The March of Life was founded in 2007 by Jobst and Charlotte Bittner, bringing together Jews and Holocaust survivors with descendants of Nazi perpetrators to fight antisemitism and express support for the State of Israel.

“For ten years, March of Life has enabled and motivated tens of thousands of people around the world to be an effective voice against antisemitism and Jew hatred through their personal confrontation with the Shoah and by working through their own family histories,” Jobst Bittner said.

“New nations and cities are added every year, making the March of Life a dynamic, growing movement – and yet we are only at the beginning,” he added.

Since its inception, the march has taken place in 22 nations and more than 400 cities in partnership with Christians and Jews from around the world.

Speakers at the conference include Josh Reinstein, Director of the Knesset Christian Allies Caucus and President of the Israel Allies Foundation, Shaya Ben Yehuda, Director of International Relations at Yad Vashem, Edward Cwierz, National Coordinator of the Marches of Life in Poland and Bittner himself.

Holocaust survivors and Nazi descendants unite in March of Life conference

A flower lies in the train tracks at Gleis 17 memorial in Berlin, where thousands of Holocaust victims were deported to concentration camps. (photo credit: THOMAS PETER/REUTERS)
.

Other national and international speakers will also address the crowd.

Dr. Arie Itamar will be the guest of honor. Itamar is a Holocaust survivor who boarded the refugee ship “Exodus 1947″ as an eight-year-old boy with another 4500 Jewish refugees, sailing from Southern France to then-mandatory territory of Palestine.

Itamar will share his moving story in order to help the audience appreciate the importance of the State of Israel as a homeland for the Jewish people.

“The March of Life has become an international voice for both remembering the atrocities of the Holocaust, as well as supporting the State of Israel,” Reinstein said. “At this upcoming conference, I look forward to encouraging all the attendees to join the growing grassroots network of faith-based supporters of Israel who stand against antisemitism and anti-Zionism and actively fight its newest form, the BDS movement.”

Maryland bill aims to make Holocaust education in schools a requirement

BY KATE RYAN, WTOP, February 15, 2019.  Click for full report.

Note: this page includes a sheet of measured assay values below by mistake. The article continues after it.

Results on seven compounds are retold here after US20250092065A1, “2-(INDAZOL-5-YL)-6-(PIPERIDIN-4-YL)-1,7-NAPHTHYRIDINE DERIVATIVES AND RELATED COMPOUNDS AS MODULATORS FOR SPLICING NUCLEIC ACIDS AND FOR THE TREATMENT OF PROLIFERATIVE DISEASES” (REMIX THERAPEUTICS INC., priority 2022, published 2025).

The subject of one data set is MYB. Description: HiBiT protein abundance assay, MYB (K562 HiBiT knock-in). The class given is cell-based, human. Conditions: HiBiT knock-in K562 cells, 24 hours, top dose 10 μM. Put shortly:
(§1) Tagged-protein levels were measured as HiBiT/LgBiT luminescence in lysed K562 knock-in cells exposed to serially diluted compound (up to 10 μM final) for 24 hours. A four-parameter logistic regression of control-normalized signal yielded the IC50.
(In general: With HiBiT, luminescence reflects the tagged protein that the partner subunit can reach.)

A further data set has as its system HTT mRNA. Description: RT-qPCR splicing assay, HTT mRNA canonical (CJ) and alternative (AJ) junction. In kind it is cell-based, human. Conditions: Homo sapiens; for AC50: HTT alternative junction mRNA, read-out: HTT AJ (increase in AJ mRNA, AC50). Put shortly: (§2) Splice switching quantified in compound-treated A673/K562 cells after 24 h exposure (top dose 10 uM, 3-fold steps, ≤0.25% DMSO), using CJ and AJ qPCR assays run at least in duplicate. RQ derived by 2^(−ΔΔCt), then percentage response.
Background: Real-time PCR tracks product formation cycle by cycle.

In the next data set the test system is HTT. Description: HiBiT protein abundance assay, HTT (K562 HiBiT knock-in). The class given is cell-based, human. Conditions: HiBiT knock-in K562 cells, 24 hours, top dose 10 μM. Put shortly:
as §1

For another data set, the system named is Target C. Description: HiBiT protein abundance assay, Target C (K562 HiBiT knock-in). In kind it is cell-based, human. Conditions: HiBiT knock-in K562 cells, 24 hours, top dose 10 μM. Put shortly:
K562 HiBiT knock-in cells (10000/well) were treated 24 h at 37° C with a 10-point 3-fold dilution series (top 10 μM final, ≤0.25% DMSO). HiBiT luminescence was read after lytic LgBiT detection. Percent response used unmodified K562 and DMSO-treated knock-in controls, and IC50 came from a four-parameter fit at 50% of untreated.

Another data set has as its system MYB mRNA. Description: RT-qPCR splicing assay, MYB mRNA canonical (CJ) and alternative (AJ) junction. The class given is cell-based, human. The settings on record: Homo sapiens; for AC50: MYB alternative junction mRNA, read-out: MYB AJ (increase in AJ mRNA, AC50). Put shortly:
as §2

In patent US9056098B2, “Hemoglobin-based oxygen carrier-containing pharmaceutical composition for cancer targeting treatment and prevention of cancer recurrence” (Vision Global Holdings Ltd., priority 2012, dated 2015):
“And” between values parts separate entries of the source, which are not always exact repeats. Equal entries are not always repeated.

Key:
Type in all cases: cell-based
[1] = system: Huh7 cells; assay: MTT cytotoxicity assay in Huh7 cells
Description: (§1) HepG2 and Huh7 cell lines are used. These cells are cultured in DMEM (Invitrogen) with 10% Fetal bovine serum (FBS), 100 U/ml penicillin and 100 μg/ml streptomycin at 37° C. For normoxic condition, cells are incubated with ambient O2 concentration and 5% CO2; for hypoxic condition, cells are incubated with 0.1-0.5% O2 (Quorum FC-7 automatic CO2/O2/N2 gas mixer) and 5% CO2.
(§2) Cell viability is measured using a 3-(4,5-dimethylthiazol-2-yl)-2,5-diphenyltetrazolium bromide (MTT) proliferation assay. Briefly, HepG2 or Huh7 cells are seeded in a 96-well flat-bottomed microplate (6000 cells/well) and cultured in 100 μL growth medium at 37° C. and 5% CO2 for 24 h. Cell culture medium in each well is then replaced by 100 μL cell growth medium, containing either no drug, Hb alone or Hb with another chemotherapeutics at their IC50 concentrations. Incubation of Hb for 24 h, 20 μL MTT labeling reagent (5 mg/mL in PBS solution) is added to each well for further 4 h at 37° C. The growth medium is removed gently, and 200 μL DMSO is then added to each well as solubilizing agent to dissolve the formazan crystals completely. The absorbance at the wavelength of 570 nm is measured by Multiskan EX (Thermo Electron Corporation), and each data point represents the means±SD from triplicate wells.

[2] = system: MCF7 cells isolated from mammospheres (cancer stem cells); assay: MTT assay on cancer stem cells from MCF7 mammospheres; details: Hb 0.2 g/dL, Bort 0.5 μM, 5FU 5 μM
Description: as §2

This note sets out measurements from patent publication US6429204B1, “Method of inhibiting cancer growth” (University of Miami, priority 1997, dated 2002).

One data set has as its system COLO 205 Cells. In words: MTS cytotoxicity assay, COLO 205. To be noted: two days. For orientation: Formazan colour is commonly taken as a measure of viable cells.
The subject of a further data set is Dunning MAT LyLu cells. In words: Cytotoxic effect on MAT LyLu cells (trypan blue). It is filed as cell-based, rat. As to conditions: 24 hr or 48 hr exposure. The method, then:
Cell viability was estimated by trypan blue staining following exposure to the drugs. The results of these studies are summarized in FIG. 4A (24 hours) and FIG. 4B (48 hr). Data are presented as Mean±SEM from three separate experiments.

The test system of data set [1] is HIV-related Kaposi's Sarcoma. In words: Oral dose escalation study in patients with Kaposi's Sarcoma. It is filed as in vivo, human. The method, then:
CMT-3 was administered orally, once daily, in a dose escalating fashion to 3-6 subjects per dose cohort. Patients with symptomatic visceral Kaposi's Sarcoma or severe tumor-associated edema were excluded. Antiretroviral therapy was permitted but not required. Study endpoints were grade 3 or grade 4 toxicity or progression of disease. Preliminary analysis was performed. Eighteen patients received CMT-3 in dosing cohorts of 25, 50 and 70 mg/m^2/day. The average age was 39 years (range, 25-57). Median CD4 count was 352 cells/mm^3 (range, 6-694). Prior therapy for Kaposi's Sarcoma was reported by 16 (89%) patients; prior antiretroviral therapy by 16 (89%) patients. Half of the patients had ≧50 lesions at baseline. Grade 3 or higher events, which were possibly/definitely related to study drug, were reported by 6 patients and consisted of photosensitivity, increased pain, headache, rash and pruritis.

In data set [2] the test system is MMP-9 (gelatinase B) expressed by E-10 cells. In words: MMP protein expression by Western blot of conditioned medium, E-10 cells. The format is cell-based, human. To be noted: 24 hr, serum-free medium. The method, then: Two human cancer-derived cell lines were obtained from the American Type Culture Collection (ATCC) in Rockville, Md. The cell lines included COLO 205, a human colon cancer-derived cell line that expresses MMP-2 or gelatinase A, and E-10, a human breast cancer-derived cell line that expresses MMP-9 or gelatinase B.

WASHINGTON — Alarmed by a study that shows 4 in 10 millennials know little about the Holocaust, Maryland state Sen. Ben Kramer is urging his colleagues in the Maryland General Assembly to pass a bill that would require that a unit on the topic be included in schools.

Kramer

Kramer cited statistics from a 2018 study commissioned by the Conference on Jewish Material Claims Against Germany. “A full one-fifth of millennials have not even heard of the Holocaust,” Kramer said in explaining why he is working to pass Senate Bill 416.

Kramer also told a committee in Annapolis, “Hate crimes and intolerance have been increasing dramatically over the past few years, both nationally and here in Maryland.”

He also mentioned the mass shooting that targeted a Pittsburgh synagogue as an example of the dangers of anti-Semitism.

The bill would require that starting in middle school, “age-appropriate” education on the topic be included in middle and high schools.

Two Holocaust survivors joined Kramer to testify in favor of the bill.

Irma Pretsfelder, who was born in 1926, recalled Kristallnacht, the night in November 1938 when violent anti-Jewish demonstrations broke out across Germany.

“My synagogue was on fire. I was only 11 years old. I think I turned into stone, because I couldn’t move. I didn’t really know what was going on,” Pretsfelder said.

Martha Weiman said she was born in a German village on the Dutch border, and recalled, “When the Nazis boycotted our store, we were forced to leave.”

Weiman described how her family came to the United States, and added that she spoke to schoolchildren about her experiences. She supported Kramer’s bill, saying, “This act will perpetuate the teaching of the Holocaust long after we survivors are no longer here.”

Kramer said educating children about the profoundly dark chapter in human history goes beyond the specifics of the horrors of the Holocaust. “This is how we’re going to teach tolerance to future generations,” he said.

Like WTOP on Facebook and follow @WTOP on Twitter to engage in conversation about this article and others.

 

Report: Finnish SS volunteers likely killed Jews in WWII

HELSINKI — An Israeli Holocaust historian praised authorities in Finland on Sunday for publishing a report that concluded Finnish volunteers serving with Nazi Germany’s Waffen-SS “very likely” took part in World War II atrocities, including the mass murder of Jews.